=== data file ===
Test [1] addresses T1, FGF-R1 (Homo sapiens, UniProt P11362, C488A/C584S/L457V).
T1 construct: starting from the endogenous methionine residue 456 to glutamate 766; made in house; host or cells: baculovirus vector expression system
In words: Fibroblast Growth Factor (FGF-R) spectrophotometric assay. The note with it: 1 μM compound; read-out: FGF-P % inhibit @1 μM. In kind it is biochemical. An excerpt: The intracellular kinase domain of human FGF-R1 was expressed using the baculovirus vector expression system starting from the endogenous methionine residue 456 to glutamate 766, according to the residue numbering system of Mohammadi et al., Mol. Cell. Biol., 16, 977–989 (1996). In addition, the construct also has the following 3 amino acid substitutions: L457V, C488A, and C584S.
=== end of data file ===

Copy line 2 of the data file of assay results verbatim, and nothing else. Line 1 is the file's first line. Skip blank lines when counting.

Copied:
T1 construct: starting from the endogenous methionine residue 456 to glutamate 766; made in house; host or cells: baculovirus vector expression system